Intelligence community lies peddled during the run-up to the Iraq War and regarding
the CIA torture program (for starters), the American people are expected to
just blindly trust these clowns. Count me out.

Furthermore, British law states that extradition may not move forward if the
requesting nation’s criminal charges are “politically-motivated,”
which, the defense team asserts the case against Assange is. Of course, it is
patently politically-motivated. However much the administration’s lawyers deny
it – “the
lady doth protest too much
?” – Assange’s real crime, from the
perspective of the government, was to embarrass them by exposing
widespread US war crimes and concomitant coverups. All information, mind you,
that We the People had a right to know.

What is at stake here, absent any hyperbole, is the very existence of a free
press. And, in today’s increasingly globalized information sphere, it matters
not, really, that Julian Assange happens to be an Australian national. See,
in an even aspirational free society, the benefit of the doubt in such cases
ought go to the publisher, the journalist, the writer. As Thomas Jefferson wrote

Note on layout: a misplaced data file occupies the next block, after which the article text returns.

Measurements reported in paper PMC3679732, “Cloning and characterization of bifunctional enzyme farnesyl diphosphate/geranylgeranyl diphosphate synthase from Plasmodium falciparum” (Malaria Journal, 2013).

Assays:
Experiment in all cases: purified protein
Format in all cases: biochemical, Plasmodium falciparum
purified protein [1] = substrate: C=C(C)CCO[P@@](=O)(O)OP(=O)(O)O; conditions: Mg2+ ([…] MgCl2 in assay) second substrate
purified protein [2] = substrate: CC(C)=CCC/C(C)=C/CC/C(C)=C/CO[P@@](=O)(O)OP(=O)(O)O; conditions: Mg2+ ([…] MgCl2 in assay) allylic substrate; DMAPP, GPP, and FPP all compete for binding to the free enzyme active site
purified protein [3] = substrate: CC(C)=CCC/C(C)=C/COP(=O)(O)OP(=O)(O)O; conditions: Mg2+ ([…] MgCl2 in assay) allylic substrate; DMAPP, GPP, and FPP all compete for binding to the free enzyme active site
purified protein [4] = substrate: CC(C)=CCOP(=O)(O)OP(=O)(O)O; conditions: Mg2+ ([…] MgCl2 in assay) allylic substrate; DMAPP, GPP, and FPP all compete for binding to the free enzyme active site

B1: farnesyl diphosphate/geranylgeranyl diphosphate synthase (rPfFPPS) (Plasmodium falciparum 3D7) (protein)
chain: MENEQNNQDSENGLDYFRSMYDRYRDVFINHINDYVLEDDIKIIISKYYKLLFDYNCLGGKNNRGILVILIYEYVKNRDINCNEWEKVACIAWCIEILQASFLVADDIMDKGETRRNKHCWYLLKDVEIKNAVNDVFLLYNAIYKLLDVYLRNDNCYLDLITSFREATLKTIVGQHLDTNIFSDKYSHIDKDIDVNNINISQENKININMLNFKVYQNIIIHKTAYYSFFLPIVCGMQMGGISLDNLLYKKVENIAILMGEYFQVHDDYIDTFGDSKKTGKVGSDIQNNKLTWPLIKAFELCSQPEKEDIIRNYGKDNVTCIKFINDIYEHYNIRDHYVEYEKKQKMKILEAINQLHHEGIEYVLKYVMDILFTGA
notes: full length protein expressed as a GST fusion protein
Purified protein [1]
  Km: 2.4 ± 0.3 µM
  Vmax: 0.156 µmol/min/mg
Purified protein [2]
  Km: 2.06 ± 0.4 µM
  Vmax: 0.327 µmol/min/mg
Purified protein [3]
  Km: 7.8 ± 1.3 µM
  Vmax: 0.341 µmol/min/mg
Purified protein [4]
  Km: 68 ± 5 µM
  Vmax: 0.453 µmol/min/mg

the very year the current US Constitution was crafted, “Were it left to
me to decide whether we should have a government without newspapers, or newspapers
without a government, I should not hesitate a moment to prefer the latter.”
Given such “radical” – especially for the 18th century – sentiment,
can there be much doubt where our third president would (at least theoretically)
fall on the Assange issue?

These complaints, mind you, aren’t simply a low-hanging-fruit Trump-swipe either.
Saint Obama set the precedent and foundations of press censorship that Trump
is now running with. Recall that Obama went
more whistleblowers under the Espionage Act than all other previous
presidents (over the course of a century) combined. Furthermore, his wanna-be,
aspirational successor, Joe Biden is on the record
calling Assange a “high-tech terrorist.” So, if Obama can be said
to have set up the pins, Trump is poised to roll a strike. The Donald has,
however, taken matters a dangerous step further that could, in the near future,
pose an existential threat to the very existence of permissive publication of
sensitive information.

This all sets a rather dangerous precedent. Leakers have long been prosecuted
and punished by the US Government. Publishers? Not so often. That’s a line few
administrations will cross. Even Espionage Act-enthusiast Obama flinched, and
decided not to charge Assange. Regarding the Obama Justice Department’s thinking
the Washington Post reported,
in 2013, that:

Justice officials said they looked hard at Assange but realized that they
have what they described as a “
New York Times problem.” If
the Justice Department indicted Assange, it would also have to prosecute the